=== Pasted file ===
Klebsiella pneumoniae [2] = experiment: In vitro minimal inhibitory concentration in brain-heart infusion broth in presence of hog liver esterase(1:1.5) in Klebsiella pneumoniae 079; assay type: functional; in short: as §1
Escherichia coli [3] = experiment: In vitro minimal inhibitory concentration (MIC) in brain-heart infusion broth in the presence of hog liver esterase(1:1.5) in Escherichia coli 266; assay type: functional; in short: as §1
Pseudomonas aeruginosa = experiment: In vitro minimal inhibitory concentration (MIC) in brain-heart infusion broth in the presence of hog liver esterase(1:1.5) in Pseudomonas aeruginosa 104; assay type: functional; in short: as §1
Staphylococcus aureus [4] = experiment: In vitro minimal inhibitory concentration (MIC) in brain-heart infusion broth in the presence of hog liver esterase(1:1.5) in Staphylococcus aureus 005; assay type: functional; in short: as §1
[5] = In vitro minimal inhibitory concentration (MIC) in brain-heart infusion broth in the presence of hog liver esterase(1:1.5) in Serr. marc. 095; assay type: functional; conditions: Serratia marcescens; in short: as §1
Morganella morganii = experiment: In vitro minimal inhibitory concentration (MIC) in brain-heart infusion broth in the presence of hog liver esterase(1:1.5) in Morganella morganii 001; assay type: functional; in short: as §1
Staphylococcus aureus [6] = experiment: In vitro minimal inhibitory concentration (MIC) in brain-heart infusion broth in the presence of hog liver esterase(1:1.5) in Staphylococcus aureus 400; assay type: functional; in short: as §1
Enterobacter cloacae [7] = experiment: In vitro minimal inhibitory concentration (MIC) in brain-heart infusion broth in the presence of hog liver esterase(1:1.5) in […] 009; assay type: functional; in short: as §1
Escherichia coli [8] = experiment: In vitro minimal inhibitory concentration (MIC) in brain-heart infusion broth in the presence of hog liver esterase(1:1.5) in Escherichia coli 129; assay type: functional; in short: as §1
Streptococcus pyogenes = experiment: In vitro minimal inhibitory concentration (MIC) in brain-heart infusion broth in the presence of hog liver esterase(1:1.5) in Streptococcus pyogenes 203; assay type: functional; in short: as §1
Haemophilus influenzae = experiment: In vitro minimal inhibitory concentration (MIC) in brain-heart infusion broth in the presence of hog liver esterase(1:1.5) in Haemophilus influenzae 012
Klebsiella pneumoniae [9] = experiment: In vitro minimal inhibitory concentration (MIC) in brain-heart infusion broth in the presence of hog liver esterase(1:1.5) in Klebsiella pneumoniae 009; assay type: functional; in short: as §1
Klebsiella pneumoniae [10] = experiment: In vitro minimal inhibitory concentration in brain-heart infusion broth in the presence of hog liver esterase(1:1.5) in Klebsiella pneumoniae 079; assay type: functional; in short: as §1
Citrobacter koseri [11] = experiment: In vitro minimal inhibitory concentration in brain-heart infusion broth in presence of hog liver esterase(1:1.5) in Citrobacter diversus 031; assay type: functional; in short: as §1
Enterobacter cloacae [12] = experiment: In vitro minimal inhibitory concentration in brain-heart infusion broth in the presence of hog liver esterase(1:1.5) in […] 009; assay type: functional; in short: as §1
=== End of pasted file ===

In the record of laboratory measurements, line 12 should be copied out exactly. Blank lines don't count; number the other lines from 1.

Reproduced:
Klebsiella pneumoniae [9] = experiment: In vitro minimal inhibitory concentration (MIC) in brain-heart infusion broth in the presence of hog liver esterase(1:1.5) in Klebsiella pneumoniae 009; assay type: functional; in short: as §1